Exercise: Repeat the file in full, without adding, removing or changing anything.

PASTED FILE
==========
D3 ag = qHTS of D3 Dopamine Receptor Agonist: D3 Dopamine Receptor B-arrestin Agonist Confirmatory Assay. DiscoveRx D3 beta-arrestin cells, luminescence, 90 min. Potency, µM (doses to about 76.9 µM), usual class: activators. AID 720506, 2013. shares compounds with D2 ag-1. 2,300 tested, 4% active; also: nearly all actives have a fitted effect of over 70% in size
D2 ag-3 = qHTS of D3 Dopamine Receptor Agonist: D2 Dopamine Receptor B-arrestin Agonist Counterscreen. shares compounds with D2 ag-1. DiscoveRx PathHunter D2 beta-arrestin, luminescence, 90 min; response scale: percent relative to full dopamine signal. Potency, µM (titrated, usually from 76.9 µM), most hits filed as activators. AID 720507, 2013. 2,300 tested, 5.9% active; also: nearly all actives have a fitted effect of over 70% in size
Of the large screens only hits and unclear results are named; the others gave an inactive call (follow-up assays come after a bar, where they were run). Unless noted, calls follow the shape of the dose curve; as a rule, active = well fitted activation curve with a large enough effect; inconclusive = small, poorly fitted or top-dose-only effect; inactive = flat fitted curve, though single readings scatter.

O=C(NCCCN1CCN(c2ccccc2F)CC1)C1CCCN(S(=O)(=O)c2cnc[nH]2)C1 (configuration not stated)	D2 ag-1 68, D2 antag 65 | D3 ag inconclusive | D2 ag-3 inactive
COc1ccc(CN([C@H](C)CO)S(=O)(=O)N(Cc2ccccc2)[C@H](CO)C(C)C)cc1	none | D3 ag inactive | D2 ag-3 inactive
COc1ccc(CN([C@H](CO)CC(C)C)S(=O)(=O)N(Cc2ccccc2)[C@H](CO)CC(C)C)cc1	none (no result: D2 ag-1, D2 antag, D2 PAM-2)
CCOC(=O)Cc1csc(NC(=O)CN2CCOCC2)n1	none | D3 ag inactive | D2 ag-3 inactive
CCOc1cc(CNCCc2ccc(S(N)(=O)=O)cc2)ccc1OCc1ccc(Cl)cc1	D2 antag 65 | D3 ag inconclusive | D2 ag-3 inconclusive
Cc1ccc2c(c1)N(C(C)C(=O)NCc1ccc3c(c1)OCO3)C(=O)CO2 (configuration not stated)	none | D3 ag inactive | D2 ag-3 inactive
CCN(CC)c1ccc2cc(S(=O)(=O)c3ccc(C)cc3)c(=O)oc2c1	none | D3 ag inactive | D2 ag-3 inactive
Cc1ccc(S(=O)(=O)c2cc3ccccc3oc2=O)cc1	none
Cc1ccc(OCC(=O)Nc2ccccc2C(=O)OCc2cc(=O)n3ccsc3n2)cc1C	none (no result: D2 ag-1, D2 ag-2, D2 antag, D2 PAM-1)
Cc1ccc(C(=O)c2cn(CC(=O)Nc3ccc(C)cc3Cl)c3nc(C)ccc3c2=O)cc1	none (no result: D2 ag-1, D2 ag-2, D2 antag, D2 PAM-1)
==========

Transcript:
D3 ag = qHTS of D3 Dopamine Receptor Agonist: D3 Dopamine Receptor B-arrestin Agonist Confirmatory Assay. DiscoveRx D3 beta-arrestin cells, luminescence, 90 min. Potency, µM (doses to about 76.9 µM), usual class: activators. AID 720506, 2013. shares compounds with D2 ag-1. 2,300 tested, 4% active; also: nearly all actives have a fitted effect of over 70% in size
D2 ag-3 = qHTS of D3 Dopamine Receptor Agonist: D2 Dopamine Receptor B-arrestin Agonist Counterscreen. shares compounds with D2 ag-1. DiscoveRx PathHunter D2 beta-arrestin, luminescence, 90 min; response scale: percent relative to full dopamine signal. Potency, µM (titrated, usually from 76.9 µM), most hits filed as activators. AID 720507, 2013. 2,300 tested, 5.9% active; also: nearly all actives have a fitted effect of over 70% in size
Of the large screens only hits and unclear results are named; the others gave an inactive call (follow-up assays come after a bar, where they were run). Unless noted, calls follow the shape of the dose curve; as a rule, active = well fitted activation curve with a large enough effect; inconclusive = small, poorly fitted or top-dose-only effect; inactive = flat fitted curve, though single readings scatter.

O=C(NCCCN1CCN(c2ccccc2F)CC1)C1CCCN(S(=O)(=O)c2cnc[nH]2)C1 (configuration not stated)	D2 ag-1 68, D2 antag 65 | D3 ag inconclusive | D2 ag-3 inactive
COc1ccc(CN([C@H](C)CO)S(=O)(=O)N(Cc2ccccc2)[C@H](CO)C(C)C)cc1	none | D3 ag inactive | D2 ag-3 inactive
COc1ccc(CN([C@H](CO)CC(C)C)S(=O)(=O)N(Cc2ccccc2)[C@H](CO)CC(C)C)cc1	none (no result: D2 ag-1, D2 antag, D2 PAM-2)
CCOC(=O)Cc1csc(NC(=O)CN2CCOCC2)n1	none | D3 ag inactive | D2 ag-3 inactive
CCOc1cc(CNCCc2ccc(S(N)(=O)=O)cc2)ccc1OCc1ccc(Cl)cc1	D2 antag 65 | D3 ag inconclusive | D2 ag-3 inconclusive
Cc1ccc2c(c1)N(C(C)C(=O)NCc1ccc3c(c1)OCO3)C(=O)CO2 (configuration not stated)	none | D3 ag inactive | D2 ag-3 inactive
CCN(CC)c1ccc2cc(S(=O)(=O)c3ccc(C)cc3)c(=O)oc2c1	none | D3 ag inactive | D2 ag-3 inactive
Cc1ccc(S(=O)(=O)c2cc3ccccc3oc2=O)cc1	none
Cc1ccc(OCC(=O)Nc2ccccc2C(=O)OCc2cc(=O)n3ccsc3n2)cc1C	none (no result: D2 ag-1, D2 ag-2, D2 antag, D2 PAM-1)
Cc1ccc(C(=O)c2cn(CC(=O)Nc3ccc(C)cc3Cl)c3nc(C)ccc3c2=O)cc1	none (no result: D2 ag-1, D2 ag-2, D2 antag, D2 PAM-1)